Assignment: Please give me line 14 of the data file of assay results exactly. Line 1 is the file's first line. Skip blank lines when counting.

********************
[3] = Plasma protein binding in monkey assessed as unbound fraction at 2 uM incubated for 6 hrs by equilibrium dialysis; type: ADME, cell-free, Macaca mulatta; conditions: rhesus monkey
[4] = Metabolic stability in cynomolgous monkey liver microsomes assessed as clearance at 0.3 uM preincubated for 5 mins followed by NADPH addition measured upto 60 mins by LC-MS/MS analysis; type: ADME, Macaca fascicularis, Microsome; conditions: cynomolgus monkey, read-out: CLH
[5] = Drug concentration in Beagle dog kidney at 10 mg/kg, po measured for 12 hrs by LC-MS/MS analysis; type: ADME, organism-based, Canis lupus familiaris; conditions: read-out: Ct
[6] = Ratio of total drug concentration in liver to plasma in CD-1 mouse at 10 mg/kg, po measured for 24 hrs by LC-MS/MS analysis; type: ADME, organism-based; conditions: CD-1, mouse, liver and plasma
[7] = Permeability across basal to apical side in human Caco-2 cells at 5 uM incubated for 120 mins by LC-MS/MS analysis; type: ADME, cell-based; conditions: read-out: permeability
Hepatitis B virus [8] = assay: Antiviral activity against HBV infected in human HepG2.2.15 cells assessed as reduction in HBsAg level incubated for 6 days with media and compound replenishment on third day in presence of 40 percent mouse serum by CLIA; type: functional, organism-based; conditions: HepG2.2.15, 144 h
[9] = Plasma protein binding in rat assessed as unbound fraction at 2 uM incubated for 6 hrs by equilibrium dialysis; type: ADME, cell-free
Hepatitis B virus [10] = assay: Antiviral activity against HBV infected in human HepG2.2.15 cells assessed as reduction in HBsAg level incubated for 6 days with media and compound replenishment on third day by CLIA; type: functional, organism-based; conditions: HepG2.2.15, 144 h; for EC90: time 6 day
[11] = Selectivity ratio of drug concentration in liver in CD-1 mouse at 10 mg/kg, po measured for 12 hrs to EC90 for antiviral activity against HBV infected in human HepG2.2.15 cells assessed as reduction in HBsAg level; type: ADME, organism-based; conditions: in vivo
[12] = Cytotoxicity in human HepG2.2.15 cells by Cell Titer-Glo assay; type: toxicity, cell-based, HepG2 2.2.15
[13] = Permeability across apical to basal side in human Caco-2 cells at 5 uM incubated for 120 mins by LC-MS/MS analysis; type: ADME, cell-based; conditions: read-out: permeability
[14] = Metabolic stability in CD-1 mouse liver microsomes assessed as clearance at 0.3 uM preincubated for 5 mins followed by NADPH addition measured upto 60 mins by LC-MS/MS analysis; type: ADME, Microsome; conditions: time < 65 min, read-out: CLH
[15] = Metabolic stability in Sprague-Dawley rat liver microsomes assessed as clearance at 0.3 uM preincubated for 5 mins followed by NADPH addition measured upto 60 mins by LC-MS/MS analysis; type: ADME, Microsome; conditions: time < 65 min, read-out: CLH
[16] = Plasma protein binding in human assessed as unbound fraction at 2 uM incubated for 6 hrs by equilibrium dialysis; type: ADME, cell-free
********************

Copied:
[16] = Plasma protein binding in human assessed as unbound fraction at 2 uM incubated for 6 hrs by equilibrium dialysis; type: ADME, cell-free